In My Garden
Our climate suits them very well and in the garden they are very easily grown if their few wants are satisfied. I prepare the soil well, mixing in a fair amount of compost and adding a fair amount of lime. Our soil is very acid and Iris reticulata is much happier in near neutral soils. The bulbs are planted five or six centimetres below soil level and a three centimetre layer of composted pine bark is laid on top.
I don’t like bare garden beds during summer and as the Iris is completely dormant by Christmas I’ve planted the evergreen Thymus longicaulis which makes a low carpet. This thyme needs very little supplementary watering in fact I watered it just once last summer. The Iris needs a long dry period during summer to set flowers for the following winter and if it is kept too wet during the warmer months the bulbs can or rather will rot. More traditional carpeting thymes burn off in the centre during our hot summers and also need too much extra irrigation.
Crocus etruscus grows in deciduous woodland in Tuscany. I grow a commercial Dutch clone called ‘Zwanenburg’ which is an excellent doer with soft lilac-mauve flowers. It flowers at the same time as Iris ‘Harmony’ and they are beautiful together. Crocus etruscus can cope with a fair bit of summer irrigation but is happy without any too.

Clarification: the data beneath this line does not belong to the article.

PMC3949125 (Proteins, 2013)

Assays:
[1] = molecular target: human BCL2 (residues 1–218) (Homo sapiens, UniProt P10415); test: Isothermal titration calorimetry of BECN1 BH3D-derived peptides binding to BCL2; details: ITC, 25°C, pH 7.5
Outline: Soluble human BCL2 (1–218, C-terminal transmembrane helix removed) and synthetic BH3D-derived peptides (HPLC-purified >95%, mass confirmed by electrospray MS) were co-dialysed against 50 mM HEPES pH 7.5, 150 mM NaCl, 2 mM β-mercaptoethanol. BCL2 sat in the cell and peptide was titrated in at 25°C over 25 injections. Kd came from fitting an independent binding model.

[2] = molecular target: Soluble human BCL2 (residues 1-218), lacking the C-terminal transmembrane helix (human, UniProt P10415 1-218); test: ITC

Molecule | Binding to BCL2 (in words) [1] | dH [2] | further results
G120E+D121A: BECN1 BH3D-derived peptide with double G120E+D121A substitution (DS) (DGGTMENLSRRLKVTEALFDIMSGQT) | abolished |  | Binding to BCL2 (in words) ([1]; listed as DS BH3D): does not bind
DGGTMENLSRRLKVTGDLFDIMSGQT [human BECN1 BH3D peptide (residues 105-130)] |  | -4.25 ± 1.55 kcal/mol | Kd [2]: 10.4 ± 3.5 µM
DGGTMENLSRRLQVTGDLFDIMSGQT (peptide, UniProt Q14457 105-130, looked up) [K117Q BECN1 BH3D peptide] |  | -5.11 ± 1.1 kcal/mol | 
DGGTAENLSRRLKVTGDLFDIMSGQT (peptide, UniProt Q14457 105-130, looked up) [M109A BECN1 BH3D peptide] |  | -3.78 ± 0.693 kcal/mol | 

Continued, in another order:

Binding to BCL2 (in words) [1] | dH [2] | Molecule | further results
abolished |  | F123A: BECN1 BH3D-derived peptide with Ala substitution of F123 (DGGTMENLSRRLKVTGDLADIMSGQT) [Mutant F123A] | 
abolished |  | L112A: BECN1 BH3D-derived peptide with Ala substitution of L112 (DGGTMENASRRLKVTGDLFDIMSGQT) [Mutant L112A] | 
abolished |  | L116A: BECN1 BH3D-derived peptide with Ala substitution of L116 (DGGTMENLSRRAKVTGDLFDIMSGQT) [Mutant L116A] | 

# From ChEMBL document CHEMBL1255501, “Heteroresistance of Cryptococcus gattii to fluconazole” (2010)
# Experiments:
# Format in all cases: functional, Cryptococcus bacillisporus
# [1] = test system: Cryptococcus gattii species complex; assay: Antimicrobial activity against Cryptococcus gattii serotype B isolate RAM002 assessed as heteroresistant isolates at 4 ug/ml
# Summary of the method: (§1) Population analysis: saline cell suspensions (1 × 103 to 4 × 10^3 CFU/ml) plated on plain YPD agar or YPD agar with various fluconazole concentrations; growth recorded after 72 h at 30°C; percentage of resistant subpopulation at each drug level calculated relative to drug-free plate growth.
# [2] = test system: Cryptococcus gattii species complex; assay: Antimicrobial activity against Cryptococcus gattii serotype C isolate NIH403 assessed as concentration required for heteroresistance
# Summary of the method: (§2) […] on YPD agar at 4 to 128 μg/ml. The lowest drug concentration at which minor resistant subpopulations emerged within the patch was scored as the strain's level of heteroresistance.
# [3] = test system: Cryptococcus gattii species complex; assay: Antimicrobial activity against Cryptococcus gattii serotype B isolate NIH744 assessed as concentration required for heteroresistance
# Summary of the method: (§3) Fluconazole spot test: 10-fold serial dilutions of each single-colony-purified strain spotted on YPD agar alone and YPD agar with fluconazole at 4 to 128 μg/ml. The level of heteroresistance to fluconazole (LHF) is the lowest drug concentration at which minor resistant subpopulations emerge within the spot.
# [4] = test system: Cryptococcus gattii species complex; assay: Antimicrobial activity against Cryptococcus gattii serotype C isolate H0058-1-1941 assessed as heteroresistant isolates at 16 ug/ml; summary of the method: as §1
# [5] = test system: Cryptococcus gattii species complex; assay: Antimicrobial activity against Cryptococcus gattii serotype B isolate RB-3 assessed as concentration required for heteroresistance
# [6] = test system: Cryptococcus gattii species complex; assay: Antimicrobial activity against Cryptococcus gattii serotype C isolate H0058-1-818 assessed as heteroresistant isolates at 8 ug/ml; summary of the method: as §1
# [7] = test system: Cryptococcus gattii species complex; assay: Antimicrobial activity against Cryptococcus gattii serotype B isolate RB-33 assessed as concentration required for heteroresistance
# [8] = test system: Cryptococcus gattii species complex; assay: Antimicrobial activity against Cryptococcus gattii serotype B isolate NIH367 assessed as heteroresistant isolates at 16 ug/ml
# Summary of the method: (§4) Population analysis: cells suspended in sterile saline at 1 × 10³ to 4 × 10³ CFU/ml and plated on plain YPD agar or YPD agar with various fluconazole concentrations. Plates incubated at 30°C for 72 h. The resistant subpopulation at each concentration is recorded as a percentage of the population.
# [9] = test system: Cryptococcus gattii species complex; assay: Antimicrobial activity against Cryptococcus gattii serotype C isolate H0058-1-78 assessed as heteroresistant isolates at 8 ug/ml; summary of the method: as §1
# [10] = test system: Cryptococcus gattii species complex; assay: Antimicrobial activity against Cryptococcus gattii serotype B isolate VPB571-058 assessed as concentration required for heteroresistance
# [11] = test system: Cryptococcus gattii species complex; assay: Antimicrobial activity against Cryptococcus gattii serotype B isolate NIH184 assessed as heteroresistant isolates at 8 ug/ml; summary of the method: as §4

The incredibly beautiful Crocus sieberi var tricolor is flowering now in the same area in the garden. It’s found wild high up in the mountains of the Northern Peloponnese, particularly on Mt Chelmos and Mt Ziria, but grows happily here. It will take more summer watering than the Iris but is content enough without. It is one of the most striking of all the winter flowering crocus with a definite white band separating the rich purple flower from the deep yellow throat. Astonishing.
Marcus Ryan awarded a Churchill Fellowship
The Churchill Trust was established in 1965 to honour the memory of Sir Winston Churchill by awarding overseas research Fellowships known as 'Churchill Fellowships'.
Since its inception The Churchill Trust has awarded Churchill Fellowships to over 3,400 Australians who, like Churchill, are innovative, filled with a spirit of determination and possess a strong desire to benefit their community.
All of us at Lambley are very proud of Marcus and know that Australian gardeners will benefit enormously from his explorations.